While I have my own reasons for supporting Montreal-based publisher QC Fiction (as you’ll see in a few months’ time), there’s no bias when I say that their first series of books was a great success, culminating in the excellent Brothers towards the end of 2016. They have another three books planned for this year, and the first has just appeared, a two-handed story set in a dream-like near future. There’s a lot to like about this latest addition to the list, even if it isn’t always clear exactly where we’re going…
Pierre-Luc Landry’s Listening for Jupiter (translated by Arielle Aaronson and Madeleine Stratford, review copy courtesy of the publisher) follows two very different people from very different worlds, who nevertheless find themselves connected in a rather unusual way. Xavier lives in Toronto, but his job as a sales rep for a major pharmaceuticals company keeps him on the road most of the time. The novel begins with him battling through a blizzard to make it to his London hotel, and once he’s finished in the UK, it’s off to an unseasonably snowy Bilbao for another important pitch.
Meanwhile, over in Montreal, we meet a young man called Hollywood, working his way through a graveyard shift (literally). Here, it’s unseasonably hot for March, with temperatures nudging thirty-degrees celsius, and much of the action takes place late at night. The arrival of an old friend, Saké, disrupts his routine, and along with Chokichi (friend/personal drug dealer), the pair decide to hit the road. So what does all this have to do with Xavier? Well, you see, there’s this dream…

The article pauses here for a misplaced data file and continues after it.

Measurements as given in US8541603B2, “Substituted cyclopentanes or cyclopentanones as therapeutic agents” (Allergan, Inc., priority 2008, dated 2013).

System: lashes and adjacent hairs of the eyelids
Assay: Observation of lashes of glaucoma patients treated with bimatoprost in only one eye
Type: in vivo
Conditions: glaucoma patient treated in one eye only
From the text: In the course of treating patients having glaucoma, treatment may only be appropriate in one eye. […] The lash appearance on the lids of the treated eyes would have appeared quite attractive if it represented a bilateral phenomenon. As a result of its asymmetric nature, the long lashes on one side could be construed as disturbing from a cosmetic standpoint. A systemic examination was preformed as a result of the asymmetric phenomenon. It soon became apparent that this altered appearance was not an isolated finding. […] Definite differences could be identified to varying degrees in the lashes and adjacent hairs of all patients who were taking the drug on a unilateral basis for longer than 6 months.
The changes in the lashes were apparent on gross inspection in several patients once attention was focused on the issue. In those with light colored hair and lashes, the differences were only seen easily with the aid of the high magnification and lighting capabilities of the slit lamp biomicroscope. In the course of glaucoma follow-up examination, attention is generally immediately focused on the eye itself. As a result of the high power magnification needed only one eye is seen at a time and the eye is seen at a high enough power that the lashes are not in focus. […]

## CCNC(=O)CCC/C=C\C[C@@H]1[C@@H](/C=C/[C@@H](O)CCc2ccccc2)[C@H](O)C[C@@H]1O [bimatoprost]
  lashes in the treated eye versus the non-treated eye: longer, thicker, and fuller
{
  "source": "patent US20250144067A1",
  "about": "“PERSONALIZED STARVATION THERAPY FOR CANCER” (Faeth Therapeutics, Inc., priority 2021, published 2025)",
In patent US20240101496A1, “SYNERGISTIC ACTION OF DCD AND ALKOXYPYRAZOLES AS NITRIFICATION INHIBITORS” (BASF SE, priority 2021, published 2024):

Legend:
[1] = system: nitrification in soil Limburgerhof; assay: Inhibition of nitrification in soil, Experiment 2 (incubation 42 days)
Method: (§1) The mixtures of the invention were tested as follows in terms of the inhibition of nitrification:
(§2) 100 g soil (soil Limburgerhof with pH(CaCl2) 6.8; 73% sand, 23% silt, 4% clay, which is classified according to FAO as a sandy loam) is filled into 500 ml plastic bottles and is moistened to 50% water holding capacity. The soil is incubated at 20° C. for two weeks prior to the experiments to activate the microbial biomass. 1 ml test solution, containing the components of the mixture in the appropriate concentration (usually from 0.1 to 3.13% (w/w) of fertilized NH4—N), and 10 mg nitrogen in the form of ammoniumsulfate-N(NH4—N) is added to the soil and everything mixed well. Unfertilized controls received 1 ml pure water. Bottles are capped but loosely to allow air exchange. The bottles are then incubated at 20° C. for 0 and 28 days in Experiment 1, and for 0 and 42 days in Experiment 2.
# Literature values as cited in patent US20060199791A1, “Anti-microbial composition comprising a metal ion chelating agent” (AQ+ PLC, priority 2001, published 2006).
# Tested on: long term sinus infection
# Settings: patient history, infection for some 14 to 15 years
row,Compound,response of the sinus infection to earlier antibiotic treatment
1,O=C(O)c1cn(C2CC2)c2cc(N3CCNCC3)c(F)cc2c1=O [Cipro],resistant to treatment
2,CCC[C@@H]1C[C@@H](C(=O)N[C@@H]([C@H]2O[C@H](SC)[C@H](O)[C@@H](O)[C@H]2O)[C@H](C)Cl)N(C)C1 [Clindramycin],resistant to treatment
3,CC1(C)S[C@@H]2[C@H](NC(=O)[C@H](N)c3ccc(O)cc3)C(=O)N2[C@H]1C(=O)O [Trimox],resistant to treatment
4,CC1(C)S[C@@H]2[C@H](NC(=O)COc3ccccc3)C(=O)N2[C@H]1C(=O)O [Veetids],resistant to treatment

Listening to Jupiter is a smooth read, seemingly over in far less than its 200+ pages. The main structure consists of two third-person narratives following Xavier and Hollywood on their travels, but it’s supplemented by a couple of extra strands, the thoughts from Xavier’s journal and a selection of Hollywood’s poems. Of course, let’s not forget the final series of sections, the dream sequences, as this is where the whole novel comes together. As mentioned above, there are two translators at work here, but there’s no hint as to whether this was a joint effort or a division of labour…
The main characters of the novel are two people looking for something, and Xavier is particularly disillusioned with his job. While rich, he’s also unfulfilled, as well as being addicted to painkillers and sleeping pills. Hollywood, on the other hand, is literally a youth without a heart, with a metal box having replaced the defective organ, causing him to occasionally cramp up in pain. Their crumbling lives are reflected in how the real world is falling apart, with climate change doing strange things to the weather (although we’re never quite sure how there can be heatwaves and snowstorms at the same time).
When real life fails to live up to expectations, it’s always tempting to drift off into a dreamworld, and that’s exactly what Listening for Jupiter is all about. Xavier’s journal entry is our introduction to what’s going on when the two men fall asleep:
I had the same dream again. I say ‘the same’, but that isn’t true. It never happens in exactly the same way. And the conversations are always different. I have this recurring dream so often it makes me wonder: Who is this guy I only see at night? The next time he appears, I’ll ask him. Yes: tonight, I’ll ask his name.
p.22 (QC Fiction, 2017)